(PHP 5, PHP 7, PHP 8, PECL OCI8 >= 1.1.0)

oci_field_scaleLit l'échelle d'une colonne Oracle


oci_field_scale(resource $statement, string|int $column): int|false

Lit l'échelle d'une colonne Oracle.

Pour les colonnes de type FLOAT, la précision et non nulle, et l'échelle est de -127. Si la précision est 0, alors la colonne est de type NUMBER. Sinon, elle est de type NUMBER(precision, scale).

Liste de paramètres


Un identifiant de requête OCI valide.


Peut être un index de champ (en commençant à 1) ou le nom d'un champ.

Valeurs de retour

Retourne l'échelle, sous la forme d'un entier, ou false si une erreur survient


Exemple #1 Exemple avec oci_field_scale()


// Création de la table avec :
// CREATE TABLE mytab (c1 NUMBER, c2 FLOAT, c3 NUMBER(4), c4 NUMBER(5,3));

$conn = oci_connect("hr", "hrpwd", "localhost/XE");
if (!
$conn) {
$m = oci_error();
trigger_error(htmlentities($m['message']), E_USER_ERROR);

$stid = oci_parse($conn, "SELECT * FROM mytab");
oci_execute($stid, OCI_DESCRIBE_ONLY); // Utilisation de OCI_DESCRIBE_ONLY si aucune ligne n'est récupérée

$ncols = oci_num_fields($stid);
for (
$i = 1; $i <= $ncols; $i++) {
oci_field_name($stid, $i) . " "
. oci_field_precision($stid, $i) . " "
. oci_field_scale($stid, $i) . "<br>\n";

// Affiche :
// C1 0 -127
// C2 126 -127
// C3 4 0
// C4 5 3



Voir aussi

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User Contributed Notes 1 note

6 years ago
If you're converting SQL values to their respective float and int values based on scale and precision like I am, there's a catch, here.

This is a slimmed-down version of the conversion logic I'm using :

= [
'id' => $field_id,
'name' => oci_field_name($statement, $field_id),
'type' => oci_field_type($statement, $field_id),
'scale' => oci_field_scale($statement, $field_id);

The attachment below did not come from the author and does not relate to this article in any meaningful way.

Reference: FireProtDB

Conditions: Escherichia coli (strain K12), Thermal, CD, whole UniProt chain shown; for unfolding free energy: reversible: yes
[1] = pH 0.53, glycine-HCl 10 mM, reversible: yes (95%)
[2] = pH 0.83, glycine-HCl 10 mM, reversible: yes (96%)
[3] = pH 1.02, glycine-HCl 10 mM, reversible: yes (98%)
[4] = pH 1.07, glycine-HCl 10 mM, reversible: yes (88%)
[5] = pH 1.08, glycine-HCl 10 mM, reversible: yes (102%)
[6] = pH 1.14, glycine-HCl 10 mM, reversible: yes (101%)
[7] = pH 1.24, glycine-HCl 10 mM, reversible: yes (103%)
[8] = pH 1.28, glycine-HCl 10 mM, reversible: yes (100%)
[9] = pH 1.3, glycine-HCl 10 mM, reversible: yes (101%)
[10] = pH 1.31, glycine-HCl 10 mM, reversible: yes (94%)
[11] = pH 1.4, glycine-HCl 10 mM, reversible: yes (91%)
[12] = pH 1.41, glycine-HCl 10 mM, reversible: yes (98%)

'precision' => oci_field_precision($statement, $field_id);

$str_data = oci_result($statement, $field_id)

$col['type']) {
if (
$col['precision'] !== 0 && $col['scale'] === -127) {
// A binary float
$data = floatval($str_data);
} else if(
$col['scale'] === 0) {
// An integer
$data = intval($str_data);
} else {
// A fixed-point decimal number, which has no equivalent in PHP, so float
$data = floatval($str_data);


$data = $str_data;

"{$col['name']} : $str_data ({$col['type']} ({$col['precision']}, {$col['scale']})) -> $data\n");

What the doc doesn't say is that any number column that was defined without a scale parameter counts as a plain NUMBER(), which always has a precision of 0 and a scale of -127, so they get interpreted as floats even when they should be integers.

What the doc also doesn't say is that __all analytics functions that return numbers return a plain NUMBER()__, so something like COUNT(*), RANK() or FIRST_VALUE(foo) is still going to net you a float.

Be careful with these if you have any type-sensitive code that relies on those values (I'm personally very fond of using type-hinting and strict_types = 1).
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